b. the less obvious trick of going over and over the area several times so that the final
    result is built up. This will tie in with what I've said about getting trees right and what
    I will come to on long grass.

    Need to go and do things.
    Is this useful?
  7. alexander

    alexander Member

    yeah, i ahve a spray bottle of green dye, i spray it on
  8. Grass, grasses and stuff 2

    Alexander... there's more truth in that than you know.

    Mown grass can be right down to <1/3" which is minute in H0 and almost nothing in N... so spraying a smooth surface green... or greens with yellows would probably actually do better than using any granular or fibrous material. At the most all one might want is to coat the surface in an extrmely fine sand... maybe use extremely fine sand paper for a flat lawn. Spraying a spatter pattern in bursts might be one way (I don't yet have a spray system). It wouldn't matter too much if layers built up, even unevenly, as one of the things grass does that we don't "see" is grow at different rates to different depths... so unless it is freshly cut, there will be more variation here.

    Okay... this you are likely to not believe...

    Back in 73 between school and college I was working for a small local building company. Back in the yard for a tea break one afternoon one of the local fly-by-night jobbing builders came in wanting... "Grass green" paint. He did want it for a lawn... for real... he'd been doing a totally different job on a big house and burnt the lawn with some chemical. the owner wouldn't pay him until he replaced the grass... so he was looking for some paint to make it "the right colour". Which proved to me early on that some people would rather cheat things with more effort than do them the right and easy way.

    So, anyway, back at grass...

    Somehow I've covered how to do lawns... give the smooth base a coat of colour, add variations to this, add any texture in coloured materials and/or go over again with more colour variation(s).

    This sounds like a lot of work. I don't think that it should be much more than weathering a boxcar. The thing is that the grass will be in your scenes all the time.. so the more effort you put into getting it looking okay the better your scenes will look all the time.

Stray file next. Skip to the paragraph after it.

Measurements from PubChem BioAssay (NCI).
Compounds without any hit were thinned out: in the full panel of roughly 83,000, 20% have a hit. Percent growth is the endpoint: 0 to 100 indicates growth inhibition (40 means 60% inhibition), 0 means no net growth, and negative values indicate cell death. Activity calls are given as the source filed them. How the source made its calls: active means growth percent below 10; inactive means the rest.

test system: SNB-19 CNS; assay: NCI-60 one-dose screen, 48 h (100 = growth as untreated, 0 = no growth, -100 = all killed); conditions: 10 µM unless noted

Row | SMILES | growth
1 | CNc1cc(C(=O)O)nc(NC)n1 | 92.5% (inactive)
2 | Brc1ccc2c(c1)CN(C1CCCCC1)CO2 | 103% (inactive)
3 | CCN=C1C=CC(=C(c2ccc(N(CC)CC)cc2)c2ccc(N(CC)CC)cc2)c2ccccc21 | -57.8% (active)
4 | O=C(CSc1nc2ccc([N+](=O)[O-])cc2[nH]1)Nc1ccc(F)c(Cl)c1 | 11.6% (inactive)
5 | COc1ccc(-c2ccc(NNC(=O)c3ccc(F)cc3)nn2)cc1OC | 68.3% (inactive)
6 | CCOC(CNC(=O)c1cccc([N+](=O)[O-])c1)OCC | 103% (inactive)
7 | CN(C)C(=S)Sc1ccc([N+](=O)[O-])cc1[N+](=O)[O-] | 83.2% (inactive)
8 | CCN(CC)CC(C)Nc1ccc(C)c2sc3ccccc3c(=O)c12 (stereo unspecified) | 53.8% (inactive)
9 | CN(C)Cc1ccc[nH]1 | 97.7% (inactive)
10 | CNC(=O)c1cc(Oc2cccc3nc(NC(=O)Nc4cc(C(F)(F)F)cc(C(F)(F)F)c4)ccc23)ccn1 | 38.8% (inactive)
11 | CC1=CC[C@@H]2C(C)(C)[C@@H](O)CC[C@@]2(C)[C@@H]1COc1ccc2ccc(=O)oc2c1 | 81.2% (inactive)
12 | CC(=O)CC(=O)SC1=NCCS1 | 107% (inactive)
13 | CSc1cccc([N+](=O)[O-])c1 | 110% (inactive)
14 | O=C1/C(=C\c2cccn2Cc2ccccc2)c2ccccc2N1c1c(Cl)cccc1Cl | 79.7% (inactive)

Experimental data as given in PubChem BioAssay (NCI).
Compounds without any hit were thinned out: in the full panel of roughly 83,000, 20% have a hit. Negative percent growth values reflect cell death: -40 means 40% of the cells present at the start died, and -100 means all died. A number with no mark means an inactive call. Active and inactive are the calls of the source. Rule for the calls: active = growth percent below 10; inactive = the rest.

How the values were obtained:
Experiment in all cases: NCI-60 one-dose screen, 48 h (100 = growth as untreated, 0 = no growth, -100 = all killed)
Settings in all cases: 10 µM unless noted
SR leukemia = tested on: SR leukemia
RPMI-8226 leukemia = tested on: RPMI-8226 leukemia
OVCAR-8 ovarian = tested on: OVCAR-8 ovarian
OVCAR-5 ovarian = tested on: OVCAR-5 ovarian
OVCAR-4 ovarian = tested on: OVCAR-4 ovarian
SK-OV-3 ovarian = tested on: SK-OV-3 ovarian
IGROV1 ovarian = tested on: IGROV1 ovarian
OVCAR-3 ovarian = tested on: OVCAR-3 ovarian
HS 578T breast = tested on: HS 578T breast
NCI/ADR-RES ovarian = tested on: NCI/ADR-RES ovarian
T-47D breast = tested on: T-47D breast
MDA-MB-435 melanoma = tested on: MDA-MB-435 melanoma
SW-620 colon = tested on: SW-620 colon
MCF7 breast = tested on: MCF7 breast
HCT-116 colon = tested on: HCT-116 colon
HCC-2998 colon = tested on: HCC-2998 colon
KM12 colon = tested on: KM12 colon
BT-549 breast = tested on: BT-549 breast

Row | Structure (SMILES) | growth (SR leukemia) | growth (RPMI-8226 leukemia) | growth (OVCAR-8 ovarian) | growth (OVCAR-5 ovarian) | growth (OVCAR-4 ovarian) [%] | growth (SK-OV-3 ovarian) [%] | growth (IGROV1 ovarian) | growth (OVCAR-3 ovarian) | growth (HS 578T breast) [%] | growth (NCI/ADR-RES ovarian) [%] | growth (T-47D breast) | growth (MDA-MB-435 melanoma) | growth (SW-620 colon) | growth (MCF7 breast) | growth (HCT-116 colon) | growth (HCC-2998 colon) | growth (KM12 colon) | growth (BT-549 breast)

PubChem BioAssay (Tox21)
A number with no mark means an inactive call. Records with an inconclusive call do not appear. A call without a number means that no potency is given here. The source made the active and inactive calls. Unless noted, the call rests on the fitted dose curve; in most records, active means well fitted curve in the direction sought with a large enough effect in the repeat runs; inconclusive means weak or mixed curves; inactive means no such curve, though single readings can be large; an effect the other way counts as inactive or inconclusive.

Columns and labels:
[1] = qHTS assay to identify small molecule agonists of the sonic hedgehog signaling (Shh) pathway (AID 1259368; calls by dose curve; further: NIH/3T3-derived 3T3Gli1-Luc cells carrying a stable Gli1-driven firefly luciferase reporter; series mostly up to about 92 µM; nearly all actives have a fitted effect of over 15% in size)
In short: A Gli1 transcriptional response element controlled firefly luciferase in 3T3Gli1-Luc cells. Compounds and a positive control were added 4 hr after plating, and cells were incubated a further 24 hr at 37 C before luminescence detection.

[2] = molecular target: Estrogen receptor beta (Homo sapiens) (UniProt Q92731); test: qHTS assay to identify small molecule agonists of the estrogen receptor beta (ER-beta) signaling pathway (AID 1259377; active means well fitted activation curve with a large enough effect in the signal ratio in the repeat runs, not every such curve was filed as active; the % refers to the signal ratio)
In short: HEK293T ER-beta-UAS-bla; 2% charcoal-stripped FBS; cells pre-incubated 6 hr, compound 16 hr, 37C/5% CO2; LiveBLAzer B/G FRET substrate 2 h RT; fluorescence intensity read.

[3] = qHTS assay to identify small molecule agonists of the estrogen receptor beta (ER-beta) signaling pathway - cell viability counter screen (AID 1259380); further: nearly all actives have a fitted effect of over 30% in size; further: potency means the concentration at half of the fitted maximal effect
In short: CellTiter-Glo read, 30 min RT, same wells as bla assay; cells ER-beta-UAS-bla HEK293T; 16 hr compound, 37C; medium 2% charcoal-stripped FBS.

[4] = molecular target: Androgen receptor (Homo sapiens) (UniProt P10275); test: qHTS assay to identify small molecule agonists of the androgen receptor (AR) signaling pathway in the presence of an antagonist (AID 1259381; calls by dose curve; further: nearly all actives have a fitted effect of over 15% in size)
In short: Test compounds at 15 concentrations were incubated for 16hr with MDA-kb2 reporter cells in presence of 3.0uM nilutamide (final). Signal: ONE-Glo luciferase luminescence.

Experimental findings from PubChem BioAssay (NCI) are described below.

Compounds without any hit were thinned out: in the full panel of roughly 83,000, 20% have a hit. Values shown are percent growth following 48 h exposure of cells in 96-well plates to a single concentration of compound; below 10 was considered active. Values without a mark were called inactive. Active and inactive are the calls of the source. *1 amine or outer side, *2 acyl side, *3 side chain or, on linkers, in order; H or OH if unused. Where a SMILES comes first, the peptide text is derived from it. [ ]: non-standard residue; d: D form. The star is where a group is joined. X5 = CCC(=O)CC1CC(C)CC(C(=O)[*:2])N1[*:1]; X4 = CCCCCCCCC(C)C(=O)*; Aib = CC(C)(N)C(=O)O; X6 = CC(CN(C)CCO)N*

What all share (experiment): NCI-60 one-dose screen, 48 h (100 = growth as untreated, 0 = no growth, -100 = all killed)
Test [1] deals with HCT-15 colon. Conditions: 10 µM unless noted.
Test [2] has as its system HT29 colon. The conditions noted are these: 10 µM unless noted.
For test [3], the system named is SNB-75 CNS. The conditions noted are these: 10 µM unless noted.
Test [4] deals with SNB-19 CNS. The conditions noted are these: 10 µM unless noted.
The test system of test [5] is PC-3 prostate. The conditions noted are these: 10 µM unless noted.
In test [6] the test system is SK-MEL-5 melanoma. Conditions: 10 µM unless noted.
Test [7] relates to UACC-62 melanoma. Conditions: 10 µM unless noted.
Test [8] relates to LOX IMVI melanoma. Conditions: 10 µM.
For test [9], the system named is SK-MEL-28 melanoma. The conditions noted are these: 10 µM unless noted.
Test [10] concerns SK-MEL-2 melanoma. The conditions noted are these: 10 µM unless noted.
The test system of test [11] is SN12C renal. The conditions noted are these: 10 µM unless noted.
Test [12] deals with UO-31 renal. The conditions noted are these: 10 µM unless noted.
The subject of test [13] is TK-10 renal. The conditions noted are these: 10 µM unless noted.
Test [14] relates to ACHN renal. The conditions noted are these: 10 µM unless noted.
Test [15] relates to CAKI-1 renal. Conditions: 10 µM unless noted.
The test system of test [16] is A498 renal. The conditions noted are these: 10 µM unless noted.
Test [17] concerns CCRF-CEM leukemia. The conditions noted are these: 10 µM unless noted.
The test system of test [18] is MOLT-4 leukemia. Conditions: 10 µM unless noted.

Just going back to the original question... I too don't think that grass mat looks right... but I think that I've indicated not just why it doesn't but why it can't... it's to "deep" and a uniform colour most of the time. I suppose that you could use it as a starting point but I suspect that it would be eaier to start on a smooth base and build up as you want rather than try to take away.

    Okay... so talking of taking away...

    Except manicured grass with "keep off" signs and white posts and chain round it most grass gets "taken away" from. People and animals go walking around on it !:curse: The animals even eat it!

    So where we don't actually put down paths of stone or whatever we get bald patches which may be dust or mud depending on the season/weather.

    Both dust and mud paths have ill defined edges and usually vary in width. Where soggy puddles are regular the trail usually widens where everyone tries to go round.

    I suspect that this will go back to spraying on the grass effect in many passes... The core of the path may be masked with tape. Then you might mask for the first few passes of colour and remove tape from the edges or spray the edges a few times then mask... either should work... the latter might pull up your work when the tape is removed... don't forget the tape edges don't want to be straight but should wander.

    Okay... so at the end of the dust/mud path the dust/mud will wander out onto the paving on peoples' shoes leaving not just a coating but some sort of indication as to the ways people most commonly go when leaving the path.

    The thing here, as with much of what I advocate, is that we are building up a picture with a history of events in it. Most things are the way they are over time, with reasons and with a pattern. When we can work out the reasons, the build up and the pattern we can make our scenery more realistic... frequently without a great deal more effort.